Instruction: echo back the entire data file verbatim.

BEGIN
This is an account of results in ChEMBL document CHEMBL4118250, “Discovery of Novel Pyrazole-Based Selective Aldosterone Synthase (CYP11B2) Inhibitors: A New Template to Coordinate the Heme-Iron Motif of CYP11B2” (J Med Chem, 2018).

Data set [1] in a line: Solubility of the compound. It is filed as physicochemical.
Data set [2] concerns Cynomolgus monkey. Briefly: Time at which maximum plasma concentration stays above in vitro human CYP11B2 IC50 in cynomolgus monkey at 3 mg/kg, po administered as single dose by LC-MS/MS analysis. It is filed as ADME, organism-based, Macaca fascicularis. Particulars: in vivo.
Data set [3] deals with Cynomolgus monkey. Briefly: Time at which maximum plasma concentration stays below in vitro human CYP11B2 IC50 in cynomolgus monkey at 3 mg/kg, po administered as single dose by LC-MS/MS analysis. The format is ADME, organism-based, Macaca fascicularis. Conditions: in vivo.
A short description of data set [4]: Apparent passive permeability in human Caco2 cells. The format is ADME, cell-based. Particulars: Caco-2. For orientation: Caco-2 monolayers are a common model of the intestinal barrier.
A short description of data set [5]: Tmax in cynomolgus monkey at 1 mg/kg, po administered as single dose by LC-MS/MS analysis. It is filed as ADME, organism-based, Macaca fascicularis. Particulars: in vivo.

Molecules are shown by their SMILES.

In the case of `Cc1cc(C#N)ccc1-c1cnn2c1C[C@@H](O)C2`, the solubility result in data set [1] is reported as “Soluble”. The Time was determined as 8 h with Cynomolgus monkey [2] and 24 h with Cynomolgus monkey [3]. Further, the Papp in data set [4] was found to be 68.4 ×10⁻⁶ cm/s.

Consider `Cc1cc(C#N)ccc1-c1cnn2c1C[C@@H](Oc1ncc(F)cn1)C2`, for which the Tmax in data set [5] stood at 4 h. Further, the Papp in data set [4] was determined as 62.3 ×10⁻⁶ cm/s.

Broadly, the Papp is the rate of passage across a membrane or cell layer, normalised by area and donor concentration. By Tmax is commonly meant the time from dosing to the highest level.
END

This is an account of results in ChEMBL document CHEMBL4118250, “Discovery of Novel Pyrazole-Based Selective Aldosterone Synthase (CYP11B2) Inhibitors: A New Template to Coordinate the Heme-Iron Motif of CYP11B2” (J Med Chem, 2018).

Data set [1] in a line: Solubility of the compound. It is filed as physicochemical.
Data set [2] concerns Cynomolgus monkey. Briefly: Time at which maximum plasma concentration stays above in vitro human CYP11B2 IC50 in cynomolgus monkey at 3 mg/kg, po administered as single dose by LC-MS/MS analysis. It is filed as ADME, organism-based, Macaca fascicularis. Particulars: in vivo.
Data set [3] deals with Cynomolgus monkey. Briefly: Time at which maximum plasma concentration stays below in vitro human CYP11B2 IC50 in cynomolgus monkey at 3 mg/kg, po administered as single dose by LC-MS/MS analysis. The format is ADME, organism-based, Macaca fascicularis. Conditions: in vivo.
A short description of data set [4]: Apparent passive permeability in human Caco2 cells. The format is ADME, cell-based. Particulars: Caco-2. For orientation: Caco-2 monolayers are a common model of the intestinal barrier.
A short description of data set [5]: Tmax in cynomolgus monkey at 1 mg/kg, po administered as single dose by LC-MS/MS analysis. It is filed as ADME, organism-based, Macaca fascicularis. Particulars: in vivo.

Molecules are shown by their SMILES.

In the case of `Cc1cc(C#N)ccc1-c1cnn2c1C[C@@H](O)C2`, the solubility result in data set [1] is reported as “Soluble”. The Time was determined as 8 h with Cynomolgus monkey [2] and 24 h with Cynomolgus monkey [3]. Further, the Papp in data set [4] was found to be 68.4 ×10⁻⁶ cm/s.

Consider `Cc1cc(C#N)ccc1-c1cnn2c1C[C@@H](Oc1ncc(F)cn1)C2`, for which the Tmax in data set [5] stood at 4 h. Further, the Papp in data set [4] was determined as 62.3 ×10⁻⁶ cm/s.

Broadly, the Papp is the rate of passage across a membrane or cell layer, normalised by area and donor concentration. By Tmax is commonly meant the time from dosing to the highest level.